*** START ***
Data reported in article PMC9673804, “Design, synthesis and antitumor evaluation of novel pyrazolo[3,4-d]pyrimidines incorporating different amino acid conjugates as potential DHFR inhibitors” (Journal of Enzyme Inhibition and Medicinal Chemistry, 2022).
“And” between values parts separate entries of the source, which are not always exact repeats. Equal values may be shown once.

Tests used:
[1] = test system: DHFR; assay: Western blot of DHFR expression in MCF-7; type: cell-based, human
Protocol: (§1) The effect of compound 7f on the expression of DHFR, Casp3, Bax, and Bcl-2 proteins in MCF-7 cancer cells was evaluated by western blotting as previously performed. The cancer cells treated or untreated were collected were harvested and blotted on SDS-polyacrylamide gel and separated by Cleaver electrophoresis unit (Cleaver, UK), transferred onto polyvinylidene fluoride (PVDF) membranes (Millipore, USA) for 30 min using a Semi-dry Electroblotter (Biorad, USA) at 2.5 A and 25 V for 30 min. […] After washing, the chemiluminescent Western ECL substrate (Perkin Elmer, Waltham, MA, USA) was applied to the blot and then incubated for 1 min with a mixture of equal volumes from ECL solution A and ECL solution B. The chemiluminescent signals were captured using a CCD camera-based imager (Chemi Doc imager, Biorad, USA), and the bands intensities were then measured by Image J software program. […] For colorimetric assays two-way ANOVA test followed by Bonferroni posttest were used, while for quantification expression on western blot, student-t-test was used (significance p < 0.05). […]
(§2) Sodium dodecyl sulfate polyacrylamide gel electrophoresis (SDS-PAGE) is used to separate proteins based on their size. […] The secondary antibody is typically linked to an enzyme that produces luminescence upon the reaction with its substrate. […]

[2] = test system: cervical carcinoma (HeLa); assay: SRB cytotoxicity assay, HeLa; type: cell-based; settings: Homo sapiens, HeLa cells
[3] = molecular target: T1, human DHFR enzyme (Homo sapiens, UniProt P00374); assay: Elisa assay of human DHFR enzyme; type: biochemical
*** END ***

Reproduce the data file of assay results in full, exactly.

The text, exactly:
Data reported in article PMC9673804, “Design, synthesis and antitumor evaluation of novel pyrazolo[3,4-d]pyrimidines incorporating different amino acid conjugates as potential DHFR inhibitors” (Journal of Enzyme Inhibition and Medicinal Chemistry, 2022).
“And” between values parts separate entries of the source, which are not always exact repeats. Equal values may be shown once.

Tests used:
[1] = test system: DHFR; assay: Western blot of DHFR expression in MCF-7; type: cell-based, human
Protocol: (§1) The effect of compound 7f on the expression of DHFR, Casp3, Bax, and Bcl-2 proteins in MCF-7 cancer cells was evaluated by western blotting as previously performed. The cancer cells treated or untreated were collected were harvested and blotted on SDS-polyacrylamide gel and separated by Cleaver electrophoresis unit (Cleaver, UK), transferred onto polyvinylidene fluoride (PVDF) membranes (Millipore, USA) for 30 min using a Semi-dry Electroblotter (Biorad, USA) at 2.5 A and 25 V for 30 min. […] After washing, the chemiluminescent Western ECL substrate (Perkin Elmer, Waltham, MA, USA) was applied to the blot and then incubated for 1 min with a mixture of equal volumes from ECL solution A and ECL solution B. The chemiluminescent signals were captured using a CCD camera-based imager (Chemi Doc imager, Biorad, USA), and the bands intensities were then measured by Image J software program. […] For colorimetric assays two-way ANOVA test followed by Bonferroni posttest were used, while for quantification expression on western blot, student-t-test was used (significance p < 0.05). […]
(§2) Sodium dodecyl sulfate polyacrylamide gel electrophoresis (SDS-PAGE) is used to separate proteins based on their size. […] The secondary antibody is typically linked to an enzyme that produces luminescence upon the reaction with its substrate. […]

[2] = test system: cervical carcinoma (HeLa); assay: SRB cytotoxicity assay, HeLa; type: cell-based; settings: Homo sapiens, HeLa cells
[3] = molecular target: T1, human DHFR enzyme (Homo sapiens, UniProt P00374); assay: Elisa assay of human DHFR enzyme; type: biochemical